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Five years ago, on December 12, 2015, world leaders agreed on the Paris Agreement and set themselves three goals to strengthen the global response to the threat of climate change: adaptation for addressing and reducing vulnerability to climate change, mitigation for reducing emissions to limit the global temperature increase to well below 2°C up to 1.5°C, and making financial flows consistent with climate goals.
By the end of 2020, we already know what a 1.2°C warmer world feels like – wildfires, floods, cyclones, droughts, melting glaciers, sea-level rise, species extinction, crop failures, the decline of fisheries, and a full-blown global pandemic. We also know that it is going to get worse unless world governments take drastic and bold action.
It may surprise many that India is the only G20 country that is currently on track for the 2°C degree scenario, according to The Climate Transparency Report (CTR), the annual review of G20 countries' climate action. India also figures in the top 10 for the second year in a row in The Climate Change Performance Index (CCPI) 2021. The CCPI analyses and compares climate protection across 57 countries (plus the EU as a whole) with the highest emissions. The truth is that the world is not doing anywhere near enough to meet the 1.5°C target.
According to the latest UNEP Emissions Gap report, the world is still heading for a temperature rise in excess of 3°C degrees this century.
India ranks high in these reports, merely due to its ambitious renewable energy and energy efficiency targets that include 33-35 percent reduction in the emissions intensity of GDP (compared to 2005 by 2030), at least 40 percent non-fossil-fuel electric power capacity by 2030 and additional (cumulative) carbon sink of 2.5-3 GtCO2e by 2030 through additional forest and tree cover.
These rankings, however, stand in contradiction to the Indian government's overall track record on the environment. It is well known that the current government is on a 'dilution spree' of laws pertaining to India's forests, coasts, wildlife, air, and waste management to favour "ease of doing business" and to lure investments under the guise of development. Its outrageous obsession with coal and ill-conceived infrastructure projects are endangering the last remaining pockets of biodiversity and reserves of natural resources, thereby weakening our resilience to climate change challenges.
At the last count, the Indian government has approved 278 projects in and around India's most protected environments, including biodiversity hotspots and national parks, since July 2014. India incidentally stands 168 (out of 180 countries) on the 2020 Environmental Performance Index.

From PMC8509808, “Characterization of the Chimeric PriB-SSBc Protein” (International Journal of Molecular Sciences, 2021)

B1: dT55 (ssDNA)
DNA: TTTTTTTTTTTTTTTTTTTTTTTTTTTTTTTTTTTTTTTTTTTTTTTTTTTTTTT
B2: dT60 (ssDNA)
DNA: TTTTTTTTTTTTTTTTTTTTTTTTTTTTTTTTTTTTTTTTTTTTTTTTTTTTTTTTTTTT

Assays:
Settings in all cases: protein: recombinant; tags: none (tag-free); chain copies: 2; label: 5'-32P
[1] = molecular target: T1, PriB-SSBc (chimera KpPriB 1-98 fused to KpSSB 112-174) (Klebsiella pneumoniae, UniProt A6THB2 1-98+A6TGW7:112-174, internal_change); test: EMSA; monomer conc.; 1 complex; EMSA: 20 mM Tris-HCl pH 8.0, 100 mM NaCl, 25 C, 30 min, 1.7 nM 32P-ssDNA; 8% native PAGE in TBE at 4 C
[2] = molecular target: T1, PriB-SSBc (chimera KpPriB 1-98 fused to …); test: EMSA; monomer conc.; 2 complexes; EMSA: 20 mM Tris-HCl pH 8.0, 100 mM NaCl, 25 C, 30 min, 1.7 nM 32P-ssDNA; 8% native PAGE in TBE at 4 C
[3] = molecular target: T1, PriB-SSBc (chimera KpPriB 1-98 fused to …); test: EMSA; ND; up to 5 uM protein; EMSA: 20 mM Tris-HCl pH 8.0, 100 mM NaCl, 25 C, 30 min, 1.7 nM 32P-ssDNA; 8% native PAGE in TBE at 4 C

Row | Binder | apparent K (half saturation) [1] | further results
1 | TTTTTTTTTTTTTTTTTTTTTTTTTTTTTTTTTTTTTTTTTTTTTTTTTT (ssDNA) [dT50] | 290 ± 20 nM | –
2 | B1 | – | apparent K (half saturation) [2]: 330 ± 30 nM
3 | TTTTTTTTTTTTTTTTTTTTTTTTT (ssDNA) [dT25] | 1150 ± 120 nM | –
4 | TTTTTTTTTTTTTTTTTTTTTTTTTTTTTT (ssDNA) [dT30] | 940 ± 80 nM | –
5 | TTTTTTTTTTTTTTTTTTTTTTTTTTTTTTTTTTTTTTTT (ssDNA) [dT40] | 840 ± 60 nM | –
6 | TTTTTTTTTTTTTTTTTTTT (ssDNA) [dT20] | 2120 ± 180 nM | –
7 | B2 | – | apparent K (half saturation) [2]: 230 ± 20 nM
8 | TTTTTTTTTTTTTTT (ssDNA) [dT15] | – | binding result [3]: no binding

For a country battered by climate-induced disasters, India must recognize the role of nature-based solutions to adapt to climate change's adverse effects and foster climate resilience.
Already 8 out of the 10 highest-ranking years of heat wave exposure in India have occurred in the past 20 years, with heat-related mortality in people older than 65 years reaching a total of 296,000 deaths in 2018. Cyclone Amphan, which brought destruction to West Bengal in India and Bangladesh in May 2020, was the "costliest tropical cyclone on record for the North Indian Ocean," with India's economic losses from the disaster totalling about $14 billion.
The International Labour Organisation has projected that productivity loss due to heat stress in India will be equivalent to 34 million full-time jobs in another 10 years.
An October 2019 study by the Climate Impact Lab says that by 2100, around 1.5 million more people are likely to die every year in India due to climate change. This rate is as high as the death rate from all infectious diseases in the country in 2019. The COVID-19 pandemic not only spiked those numbers but also demonstrated the real cost of rampant forest destruction.
The pandemic-lockdown induced reverse migration of millions of workers to impoverished villages and hinterlands has further exposed India's lackadaisical climate change adaptation efforts. Moreover, missing a significant opportunity for a just and green transition, India's COVID-19 economic recovery spending failed to invest in building climate change resilience in agriculture, water, urban planning, coastal planning, and public health.
Going forward, the Indian government needs to prioritize and incorporate adaptation and mitigation measures into decision making at every level. It has to recognize that a local resource-based approach to infrastructure development can be a significant contributor to assisting its citizens in adapting to climate change while contributing to the economy. Community-based natural resource management programmes for water and land resource management in rural areas, promoting climate-resilient agriculture, and building a climate-proof rural infrastructure will ensure livelihoods and reduce emissions.
But most of all, India must protect its biodiversity fiercely and strengthen its natural systems. To quote Antonio Guterres, "Making peace with nature is the defining task of the 21st century. It must be the top, top priority for everyone, everywhere."